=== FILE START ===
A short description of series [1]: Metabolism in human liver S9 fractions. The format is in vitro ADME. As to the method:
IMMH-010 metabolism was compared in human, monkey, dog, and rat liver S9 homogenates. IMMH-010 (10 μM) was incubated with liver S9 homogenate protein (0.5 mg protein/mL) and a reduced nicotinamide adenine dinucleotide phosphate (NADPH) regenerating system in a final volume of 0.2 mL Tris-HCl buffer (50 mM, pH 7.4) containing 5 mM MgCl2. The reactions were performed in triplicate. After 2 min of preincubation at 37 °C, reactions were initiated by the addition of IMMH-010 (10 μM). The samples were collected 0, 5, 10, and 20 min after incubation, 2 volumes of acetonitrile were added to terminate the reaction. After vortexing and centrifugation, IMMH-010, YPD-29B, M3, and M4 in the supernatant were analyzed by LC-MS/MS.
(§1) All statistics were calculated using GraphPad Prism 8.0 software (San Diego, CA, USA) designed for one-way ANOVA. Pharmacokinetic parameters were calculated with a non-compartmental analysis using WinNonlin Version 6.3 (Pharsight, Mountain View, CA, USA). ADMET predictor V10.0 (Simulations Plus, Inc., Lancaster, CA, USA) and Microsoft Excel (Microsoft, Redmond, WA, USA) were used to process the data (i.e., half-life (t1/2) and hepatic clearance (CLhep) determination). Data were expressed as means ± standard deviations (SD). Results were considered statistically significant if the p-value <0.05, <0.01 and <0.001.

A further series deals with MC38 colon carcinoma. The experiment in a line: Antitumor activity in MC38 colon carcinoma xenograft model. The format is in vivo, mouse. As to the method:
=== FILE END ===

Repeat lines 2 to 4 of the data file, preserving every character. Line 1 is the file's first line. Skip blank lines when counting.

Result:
IMMH-010 metabolism was compared in human, monkey, dog, and rat liver S9 homogenates. IMMH-010 (10 μM) was incubated with liver S9 homogenate protein (0.5 mg protein/mL) and a reduced nicotinamide adenine dinucleotide phosphate (NADPH) regenerating system in a final volume of 0.2 mL Tris-HCl buffer (50 mM, pH 7.4) containing 5 mM MgCl2. The reactions were performed in triplicate. After 2 min of preincubation at 37 °C, reactions were initiated by the addition of IMMH-010 (10 μM). The samples were collected 0, 5, 10, and 20 min after incubation, 2 volumes of acetonitrile were added to terminate the reaction. After vortexing and centrifugation, IMMH-010, YPD-29B, M3, and M4 in the supernatant were analyzed by LC-MS/MS.
(§1) All statistics were calculated using GraphPad Prism 8.0 software (San Diego, CA, USA) designed for one-way ANOVA. Pharmacokinetic parameters were calculated with a non-compartmental analysis using WinNonlin Version 6.3 (Pharsight, Mountain View, CA, USA). ADMET predictor V10.0 (Simulations Plus, Inc., Lancaster, CA, USA) and Microsoft Excel (Microsoft, Redmond, WA, USA) were used to process the data (i.e., half-life (t1/2) and hepatic clearance (CLhep) determination). Data were expressed as means ± standard deviations (SD). Results were considered statistically significant if the p-value <0.05, <0.01 and <0.001.

A further series deals with MC38 colon carcinoma. The experiment in a line: Antitumor activity in MC38 colon carcinoma xenograft model. The format is in vivo, mouse. As to the method: